I've just accepted that some of our fans are going to dislike the football we play, and it shouldn't impact my enjoyment of it.

I feel the same. Winning is generally enjoyable. 

I also think we won't be as direct as people expect  he will bring in a target man and a couple of wingers and play counter attacking football. 

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8 minutes ago, TeaCider24 said:

I don't think many clubs outside of the established top flight have long-term plans or directions that they stick to anymore. Managers don't stay long enough.

Leeds went through 11 managers in 5 seasons, but the 11th one is getting them promoted and that was not part of a long term plan.

I look at teams like Brentford and Swansea, teams who haven't been promoted back yet but work in a way that means they build a club for the future. So even when Brentford struggled when they lost Mark Warburton to Rangers, they ended up with Dean Smith who got them back on track immediately. After Dean Smith left to Villa, Thomas Frank has carried on with that improvement and kept them going in a similar way to the point where they could even get automatically promoted this year. We can't do that if we keep changing the style of manager we hire, not to mention our recruitment practices don't even give our better managers the players they need, where Brentford manage to do that and make money on their purchases and give themselves better chances to invest.

Neil Warnock is not Marcelo Bielsa, he's not going to get the best out of pretty much any player that crosses his path. He's not a world-renowned coach who any club in the Championship would snap your hands off to manage them. Neither were any other of Leeds' hires. Bielsa isn't a sign that changing your manager every 5 minutes eventually bears fruit.

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Posted (edited)
17 minutes ago, wilsoncgp said:

I look at teams like Brentford and Swansea, teams who haven't been promoted back yet but work in a way that means they build a club for the future. So even when Brentford struggled when they lost Mark Warburton to Rangers, they ended up with Dean Smith who got them back on track immediately. After Dean Smith left to Villa, Thomas Frank has carried on with that improvement and kept them going in a similar way to the point where they could even get automatically promoted this year. We can't do that if we keep changing the style of manager we hire, not to mention our recruitment practices don't even give our better managers the players they need, where Brentford manage to do that and make money on their purchases and give themselves better chances to invest.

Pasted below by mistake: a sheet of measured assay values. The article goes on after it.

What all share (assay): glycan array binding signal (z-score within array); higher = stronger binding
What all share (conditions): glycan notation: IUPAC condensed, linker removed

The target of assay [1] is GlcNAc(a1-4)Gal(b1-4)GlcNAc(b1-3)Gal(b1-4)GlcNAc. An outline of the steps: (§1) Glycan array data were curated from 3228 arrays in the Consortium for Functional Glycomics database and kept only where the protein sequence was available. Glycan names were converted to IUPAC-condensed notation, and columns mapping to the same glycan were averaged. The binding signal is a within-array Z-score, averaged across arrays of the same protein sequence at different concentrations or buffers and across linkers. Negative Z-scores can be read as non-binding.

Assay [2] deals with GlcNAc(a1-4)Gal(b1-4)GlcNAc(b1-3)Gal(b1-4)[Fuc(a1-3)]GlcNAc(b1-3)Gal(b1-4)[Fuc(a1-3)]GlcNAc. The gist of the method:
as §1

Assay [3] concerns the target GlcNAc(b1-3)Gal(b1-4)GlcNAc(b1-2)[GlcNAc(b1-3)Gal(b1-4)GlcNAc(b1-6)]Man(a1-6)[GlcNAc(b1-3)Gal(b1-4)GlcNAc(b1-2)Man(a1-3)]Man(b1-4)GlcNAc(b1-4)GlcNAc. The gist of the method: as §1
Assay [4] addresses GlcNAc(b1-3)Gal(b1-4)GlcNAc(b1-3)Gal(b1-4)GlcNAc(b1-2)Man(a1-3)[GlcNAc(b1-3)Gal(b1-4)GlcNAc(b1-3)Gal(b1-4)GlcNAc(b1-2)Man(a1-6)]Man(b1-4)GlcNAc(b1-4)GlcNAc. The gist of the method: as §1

Neil Warnock is not Marcelo Bielsa, he's not going to get the best out of pretty much any player that crosses his path. He's not a world-renowned coach who any club in the Championship would snap your hands off to manage them. Neither were any other of Leeds' hires. Bielsa isn't a sign that changing your manager every 5 minutes eventually bears fruit.

Never said it was, but most promoted clubs either get lucky with a managerial selection and/or blow huge sums, rather than plotting their route for years.

Norwich did not expect promotion, Cardiff did not expect promotion, Huddersfield did not expect promotion, Sheffield United did not expect promotion.

Brentford are pretty much the only example of a long term plan still in the Championship, hopefully they get promoted and it finally pays off.

You could include Bournemouth and Burnley as examples who've been promoted and stuck to their plan.

Swansea were only relegated 1 season ago and lost most of their squad in a fire sale, they've finished 10th and could potentially reach the play-offs this season. That's not an example of a successful long term plan, it's getting a completely new manager in after relegation and the manager beating the odds and finishing mid table with a decimated squad.

Edited by TeaCider24

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19 minutes ago, TeaCider24 said:

Never said it was.

Brentford are pretty much the only example of a long term plan in the Championship, hopefully they get promoted and it finally pays off.

Swansea were only relegated 1 season ago and lost most of their squad in a fire sale, they've finished 10th and could potentially reach the play-offs this season. That's not an example of a successful long term plan, it's getting a completely new manager in after relegation and the manager beating the odds and finishing mid table with a decimated squad.

Swansea after relegation essentially said they were starting again, they were one of the original teams who showed a long-term plan can work when they got promoted in 2010 having fought through the leagues and it led to many years in the Premier League but when they were in the Prem, they fell into a bit of a trap with the American owners and have re-shuffled the pack after relegation and gone again.